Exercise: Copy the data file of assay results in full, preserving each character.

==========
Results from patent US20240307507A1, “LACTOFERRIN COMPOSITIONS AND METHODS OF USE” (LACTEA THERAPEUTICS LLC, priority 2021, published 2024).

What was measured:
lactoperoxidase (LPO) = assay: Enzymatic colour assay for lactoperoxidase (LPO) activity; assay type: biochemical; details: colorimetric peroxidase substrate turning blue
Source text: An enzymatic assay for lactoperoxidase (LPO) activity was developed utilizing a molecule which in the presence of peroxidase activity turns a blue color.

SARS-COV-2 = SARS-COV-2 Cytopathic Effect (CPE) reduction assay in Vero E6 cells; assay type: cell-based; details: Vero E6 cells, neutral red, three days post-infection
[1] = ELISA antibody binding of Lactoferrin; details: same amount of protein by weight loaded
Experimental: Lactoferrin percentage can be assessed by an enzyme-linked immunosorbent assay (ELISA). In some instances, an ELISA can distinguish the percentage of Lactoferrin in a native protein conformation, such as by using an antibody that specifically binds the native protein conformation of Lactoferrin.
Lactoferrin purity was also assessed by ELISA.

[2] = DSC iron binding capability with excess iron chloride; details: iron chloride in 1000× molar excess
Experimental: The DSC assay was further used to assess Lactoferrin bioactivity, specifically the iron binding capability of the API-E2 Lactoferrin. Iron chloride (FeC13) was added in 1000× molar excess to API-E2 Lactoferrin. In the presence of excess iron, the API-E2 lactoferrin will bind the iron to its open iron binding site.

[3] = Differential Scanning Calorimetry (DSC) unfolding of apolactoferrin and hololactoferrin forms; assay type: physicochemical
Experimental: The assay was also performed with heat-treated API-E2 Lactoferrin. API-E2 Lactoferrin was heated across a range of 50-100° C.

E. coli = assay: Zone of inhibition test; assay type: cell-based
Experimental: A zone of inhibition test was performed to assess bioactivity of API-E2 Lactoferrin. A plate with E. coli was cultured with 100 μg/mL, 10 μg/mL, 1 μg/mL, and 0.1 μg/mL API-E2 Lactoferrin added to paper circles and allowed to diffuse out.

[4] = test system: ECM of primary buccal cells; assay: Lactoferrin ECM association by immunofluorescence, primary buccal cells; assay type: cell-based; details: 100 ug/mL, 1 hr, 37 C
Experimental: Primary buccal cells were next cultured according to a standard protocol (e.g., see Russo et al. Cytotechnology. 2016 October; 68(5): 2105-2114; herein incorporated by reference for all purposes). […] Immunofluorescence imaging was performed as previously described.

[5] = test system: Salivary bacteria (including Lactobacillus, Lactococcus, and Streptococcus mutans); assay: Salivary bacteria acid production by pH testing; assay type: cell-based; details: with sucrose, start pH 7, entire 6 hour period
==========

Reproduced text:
Results from patent US20240307507A1, “LACTOFERRIN COMPOSITIONS AND METHODS OF USE” (LACTEA THERAPEUTICS LLC, priority 2021, published 2024).

What was measured:
lactoperoxidase (LPO) = assay: Enzymatic colour assay for lactoperoxidase (LPO) activity; assay type: biochemical; details: colorimetric peroxidase substrate turning blue
Source text: An enzymatic assay for lactoperoxidase (LPO) activity was developed utilizing a molecule which in the presence of peroxidase activity turns a blue color.

SARS-COV-2 = SARS-COV-2 Cytopathic Effect (CPE) reduction assay in Vero E6 cells; assay type: cell-based; details: Vero E6 cells, neutral red, three days post-infection
[1] = ELISA antibody binding of Lactoferrin; details: same amount of protein by weight loaded
Experimental: Lactoferrin percentage can be assessed by an enzyme-linked immunosorbent assay (ELISA). In some instances, an ELISA can distinguish the percentage of Lactoferrin in a native protein conformation, such as by using an antibody that specifically binds the native protein conformation of Lactoferrin.
Lactoferrin purity was also assessed by ELISA.

[2] = DSC iron binding capability with excess iron chloride; details: iron chloride in 1000× molar excess
Experimental: The DSC assay was further used to assess Lactoferrin bioactivity, specifically the iron binding capability of the API-E2 Lactoferrin. Iron chloride (FeC13) was added in 1000× molar excess to API-E2 Lactoferrin. In the presence of excess iron, the API-E2 lactoferrin will bind the iron to its open iron binding site.

[3] = Differential Scanning Calorimetry (DSC) unfolding of apolactoferrin and hololactoferrin forms; assay type: physicochemical
Experimental: The assay was also performed with heat-treated API-E2 Lactoferrin. API-E2 Lactoferrin was heated across a range of 50-100° C.

E. coli = assay: Zone of inhibition test; assay type: cell-based
Experimental: A zone of inhibition test was performed to assess bioactivity of API-E2 Lactoferrin. A plate with E. coli was cultured with 100 μg/mL, 10 μg/mL, 1 μg/mL, and 0.1 μg/mL API-E2 Lactoferrin added to paper circles and allowed to diffuse out.

[4] = test system: ECM of primary buccal cells; assay: Lactoferrin ECM association by immunofluorescence, primary buccal cells; assay type: cell-based; details: 100 ug/mL, 1 hr, 37 C
Experimental: Primary buccal cells were next cultured according to a standard protocol (e.g., see Russo et al. Cytotechnology. 2016 October; 68(5): 2105-2114; herein incorporated by reference for all purposes). […] Immunofluorescence imaging was performed as previously described.

[5] = test system: Salivary bacteria (including Lactobacillus, Lactococcus, and Streptococcus mutans); assay: Salivary bacteria acid production by pH testing; assay type: cell-based; details: with sucrose, start pH 7, entire 6 hour period